United States District Court, D. Minnesota
Robert A. Kunshier, Plaintiff,
Nicole Boder, Health Services Administrator, Moose Lake site of the Minnesota Sex Offender Program and Kari Ovsak, Nurse Practitioner, Health Services Department, at Moose Lake site of the Minnesota Sex Offender Program, Defendants.
A. Kunshier, (pro se Plaintiff).
H. Clark III, Assistant Attorney General, Office of the
Minnesota Attorney General, (for Defendants).
N. Leung United States Magistrate Judge.
matter is before the Court, United States Magistrate Judge
Tony N. Leung, on Plaintiff's Motion Requesting
Preliminary Injunction (ECF No. 6) and Defendants' Motion
to Dismiss Plaintiff's Complaint (ECF No. 13). These
motions have been referred to the undersigned magistrate
judge for a report and recommendation to the Honorable Eric
C. Tostrud, United States District Judge for the District of
Minnesota, pursuant to 28 U.S.C. § 636(b)(1) and Local
Rule 72.1. Based on all the files, records, and proceedings
herein, and for the reasons set forth below, this Court
recommends that Plaintiff's motion be
DENIED and Defendants' motion be
PROCEDURAL AND FACTUAL BACKGROUND
Robert A. Kunshier is civilly committed to the Minnesota Sex
Offender Program (“MSOP”). On December 3, 2018,
he filed a lawsuit against Defendants Nicole Boder and Kari
Ovsak, alleging that their medical treatment of him violated
his constitutional rights. (ECF No. 1). The same day, he also
filed a Motion Requesting Preliminary Injunction, seeking a
court order requiring Defendants to start him on pain
medication and to provide him the use of certain medical
equipment. (ECF No. 6).
alleges that he has complained of foot pain to Defendants for
the previous year. (ECF No. 1, p. 11). Because of his pain,
he requested that Defendants provide him a wheelchair and
walker. (ECF No. 1, p. 11). He alleges that Defendants denied
these requests, telling him that his insurance did not cover
this equipment, thus requiring him to pay for it out of his
own pocket. (ECF No. 1, p. 11). Because Kunshier's
monthly income is approximately $97.00, he is unable to
afford either a walker or wheelchair. (ECF No. 1, p. 11).
met with a physician regarding his foot pain, who told him to
wear a “medical device” to protect his toe. (ECF
No. 1, p. 13). Defendants have not provided this device to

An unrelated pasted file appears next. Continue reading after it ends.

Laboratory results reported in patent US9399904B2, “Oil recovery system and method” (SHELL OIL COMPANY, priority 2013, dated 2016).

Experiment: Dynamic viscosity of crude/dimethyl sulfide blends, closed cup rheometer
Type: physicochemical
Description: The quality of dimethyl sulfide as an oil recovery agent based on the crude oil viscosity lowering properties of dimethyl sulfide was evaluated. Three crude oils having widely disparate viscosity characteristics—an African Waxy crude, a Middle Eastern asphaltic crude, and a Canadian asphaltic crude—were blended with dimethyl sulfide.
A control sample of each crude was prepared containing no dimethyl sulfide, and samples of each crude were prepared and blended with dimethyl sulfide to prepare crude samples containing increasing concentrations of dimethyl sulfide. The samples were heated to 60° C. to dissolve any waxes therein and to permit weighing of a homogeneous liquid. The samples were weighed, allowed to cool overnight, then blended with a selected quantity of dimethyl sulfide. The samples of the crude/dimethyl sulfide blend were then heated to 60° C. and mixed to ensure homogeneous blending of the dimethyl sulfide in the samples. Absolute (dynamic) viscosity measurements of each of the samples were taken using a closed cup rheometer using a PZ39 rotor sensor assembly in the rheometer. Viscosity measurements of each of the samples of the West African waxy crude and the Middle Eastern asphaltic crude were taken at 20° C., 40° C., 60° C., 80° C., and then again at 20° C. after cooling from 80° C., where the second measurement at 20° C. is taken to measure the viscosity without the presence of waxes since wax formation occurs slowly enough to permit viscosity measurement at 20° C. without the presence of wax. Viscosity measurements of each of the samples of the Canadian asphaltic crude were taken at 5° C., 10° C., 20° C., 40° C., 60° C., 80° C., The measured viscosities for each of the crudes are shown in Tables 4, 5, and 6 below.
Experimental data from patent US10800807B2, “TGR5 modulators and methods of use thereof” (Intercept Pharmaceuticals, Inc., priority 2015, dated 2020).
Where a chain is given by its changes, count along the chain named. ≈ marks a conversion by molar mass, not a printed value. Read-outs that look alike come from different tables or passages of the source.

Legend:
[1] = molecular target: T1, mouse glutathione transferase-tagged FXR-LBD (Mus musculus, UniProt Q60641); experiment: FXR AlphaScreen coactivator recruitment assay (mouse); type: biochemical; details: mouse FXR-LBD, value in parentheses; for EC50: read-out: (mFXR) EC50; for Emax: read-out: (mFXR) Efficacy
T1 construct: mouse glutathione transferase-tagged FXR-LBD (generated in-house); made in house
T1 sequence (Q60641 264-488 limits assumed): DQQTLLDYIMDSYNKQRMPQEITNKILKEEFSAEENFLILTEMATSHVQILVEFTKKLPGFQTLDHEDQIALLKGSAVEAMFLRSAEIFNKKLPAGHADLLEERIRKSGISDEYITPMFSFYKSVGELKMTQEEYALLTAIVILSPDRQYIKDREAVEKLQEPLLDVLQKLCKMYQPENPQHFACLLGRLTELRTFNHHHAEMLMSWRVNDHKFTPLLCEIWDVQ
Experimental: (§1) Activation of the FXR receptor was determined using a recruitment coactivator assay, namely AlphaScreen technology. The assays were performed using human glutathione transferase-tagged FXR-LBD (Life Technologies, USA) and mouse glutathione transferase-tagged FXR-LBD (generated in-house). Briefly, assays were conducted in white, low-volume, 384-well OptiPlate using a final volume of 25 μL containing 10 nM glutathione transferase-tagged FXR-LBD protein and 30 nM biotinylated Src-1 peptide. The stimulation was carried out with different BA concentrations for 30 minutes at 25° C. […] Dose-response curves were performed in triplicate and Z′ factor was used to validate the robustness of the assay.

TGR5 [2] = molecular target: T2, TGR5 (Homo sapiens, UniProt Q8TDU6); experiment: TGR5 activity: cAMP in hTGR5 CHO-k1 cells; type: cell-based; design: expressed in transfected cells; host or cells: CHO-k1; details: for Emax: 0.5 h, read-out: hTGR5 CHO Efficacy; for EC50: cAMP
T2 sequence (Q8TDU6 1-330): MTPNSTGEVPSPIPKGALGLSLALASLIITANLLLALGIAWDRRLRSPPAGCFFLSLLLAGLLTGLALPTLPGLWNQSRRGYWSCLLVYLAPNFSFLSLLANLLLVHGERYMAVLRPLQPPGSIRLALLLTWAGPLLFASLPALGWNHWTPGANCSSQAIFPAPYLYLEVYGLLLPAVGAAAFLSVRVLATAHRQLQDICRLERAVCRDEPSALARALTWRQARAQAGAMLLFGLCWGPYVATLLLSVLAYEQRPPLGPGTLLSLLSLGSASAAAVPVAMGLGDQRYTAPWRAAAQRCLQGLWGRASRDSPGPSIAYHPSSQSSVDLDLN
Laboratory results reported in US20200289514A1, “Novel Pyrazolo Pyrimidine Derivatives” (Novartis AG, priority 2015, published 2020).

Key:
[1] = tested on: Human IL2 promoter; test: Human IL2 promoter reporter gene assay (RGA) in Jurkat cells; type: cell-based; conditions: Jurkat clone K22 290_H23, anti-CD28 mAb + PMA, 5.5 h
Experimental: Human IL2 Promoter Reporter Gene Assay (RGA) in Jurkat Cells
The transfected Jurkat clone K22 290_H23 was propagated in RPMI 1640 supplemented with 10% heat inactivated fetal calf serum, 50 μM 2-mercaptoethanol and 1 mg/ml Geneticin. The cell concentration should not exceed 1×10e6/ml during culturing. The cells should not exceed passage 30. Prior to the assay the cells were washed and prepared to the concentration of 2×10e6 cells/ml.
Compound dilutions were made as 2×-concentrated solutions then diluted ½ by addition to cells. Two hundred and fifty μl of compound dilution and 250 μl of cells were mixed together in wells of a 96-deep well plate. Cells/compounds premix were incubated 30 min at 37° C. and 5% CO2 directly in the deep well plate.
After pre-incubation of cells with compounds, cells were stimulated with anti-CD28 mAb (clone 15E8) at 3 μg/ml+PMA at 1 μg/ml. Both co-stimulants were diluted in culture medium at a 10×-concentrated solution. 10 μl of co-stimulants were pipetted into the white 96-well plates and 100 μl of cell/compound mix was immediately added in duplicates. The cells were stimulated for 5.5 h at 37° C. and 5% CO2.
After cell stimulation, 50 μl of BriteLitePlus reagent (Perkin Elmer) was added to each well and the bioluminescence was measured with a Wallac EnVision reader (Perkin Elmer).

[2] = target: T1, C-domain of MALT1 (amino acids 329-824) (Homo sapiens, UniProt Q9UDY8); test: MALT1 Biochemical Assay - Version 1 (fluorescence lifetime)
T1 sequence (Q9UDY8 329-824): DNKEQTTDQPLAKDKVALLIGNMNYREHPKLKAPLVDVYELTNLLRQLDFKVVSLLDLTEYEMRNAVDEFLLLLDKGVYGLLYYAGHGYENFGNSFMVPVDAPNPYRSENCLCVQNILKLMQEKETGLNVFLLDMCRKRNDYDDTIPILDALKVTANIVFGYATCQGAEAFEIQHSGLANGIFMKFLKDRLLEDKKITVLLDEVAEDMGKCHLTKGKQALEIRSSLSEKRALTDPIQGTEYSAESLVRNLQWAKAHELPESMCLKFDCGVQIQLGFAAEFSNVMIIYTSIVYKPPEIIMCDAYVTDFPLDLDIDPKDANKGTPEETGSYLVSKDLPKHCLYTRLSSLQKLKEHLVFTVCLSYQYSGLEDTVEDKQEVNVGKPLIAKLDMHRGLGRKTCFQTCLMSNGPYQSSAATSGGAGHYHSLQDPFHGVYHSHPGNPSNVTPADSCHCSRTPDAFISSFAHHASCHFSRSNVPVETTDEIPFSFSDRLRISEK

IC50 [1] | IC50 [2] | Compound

Kunshier, nor given him any pain medication beyond a
three-day supply of ibuprofen. (ECF No. 1, p. 13). Kunshier
further contends that Ovsak has not discussed any pain
management strategies with him. Because of his foot pain,
Kunshier is unable to stand without being in significant
pain. (ECF No. 1, p. 11). He is also unable to exercise. (ECF
No. 1, p. 14).
alleges that Defendants have demonstrated a deliberate
indifference to his medical needs. He seeks compensatory and
punitive damages. (ECF No. 1, p. 20-23). Defendants have
moved to dismiss his lawsuit under Federal Rules of Civil
Procedure 12(b)(1) and (12)(b)(6). (ECF No. 13).
MOTION TO DISMISS
considering a Rule 12(b)(1) motion, courts “distinguish
between a ‘facial attack' and a ‘factual
attack' on jurisdiction.” Carlsen v. GameStop,
Inc., 833 F.3d 903, 908 (8th Cir. 2016) (quotation
omitted). “In a facial attack, the court restricts
itself to the face of the pleadings, and the non-moving party
receives the same protections as it would defending against a
motion brought under Rule 12(b)(6).” Id.
(citation and internal quotations omitted). “In a
factual attack, the court considers matters outside the
pleadings, and the non-moving party does not have the benefit
of 12(b)(6) safeguards.” Id.
deciding a Rule 12(b)(6) motion, a court accepts as true all
well-pleaded factual allegations and then determines
“whether they plausibly give rise to an entitlement to
relief.” Ashcroft v. Iqbal, 556 U.S. 662, 679
(2009). In doing so, the court must draw reasonable
inferences in the plaintiff's favor. Zink v.
Lombardi, 783 F.3d 1089, 1098 (8th Cir. 2015) (citation
omitted). “To survive a motion to dismiss, a complaint
must contain sufficient factual matter, accepted as true, to
state a claim to relief that is plausible on its face.”
Sletten & Brettin Orthodontics v. Cont'l Cas.
Co., 782 F.3d 931, 934 (8th Cir. 2015) (citation and
internal quotations omitted). Facial plausibility of a claim
exists “when the plaintiff pleads factual content that
allows the court to draw the reasonable inference that the
defendant is liable for the misconduct alleged.”
Iqbal, 556 U.S. at 678 (citing Bell Atlantic
Corp v. Twombly, 550 U.S. 544, 556). Although a
sufficient complaint need not be detailed, it must contain
“[f]actual allegations . . . enough to raise a right to
relief above the speculative level.” Twombly,
550 U.S. at 555 (citation omitted). Complaints are
insufficient if they contain “naked assertion[s] devoid
of further factual enhancement.” Iqbal, 556
U.S. at 678 (citing Twombly, 550 U.S. at 557)
(internal quotation marks omitted).
assessing a complaint by a pro se plaintiff, the
court applies “less stringent standards than formal
pleadings drafted by lawyers.” Erickson v.
Pardus, 551 U.S. 89, 94 (2007) (per curiam)
(quotation and citation omitted). “[I]f the essence of
an allegation is discernible, ” then the court, in
applying a liberal construction to pro se
complaints, “should construe the complaint in a way
that permits the layperson's claim to be considered
within the proper legal framework.” Solomon v.
Petray, 795 F.3d 777, 787 (8th Cir. 2015) (quoting
Stone v. Harry, 364 F.3d 912, 914 (8th Cir. 2004)).
Despite the liberal construal of such complaints, the pro
se plaintiff “still must allege sufficient facts
to support the claims advanced.” Stringer v. St.
James R-1 Sch. Dist., 446 F.3d 799, 802 (8th Cir. 2006)
(quoting Stone, 364 ...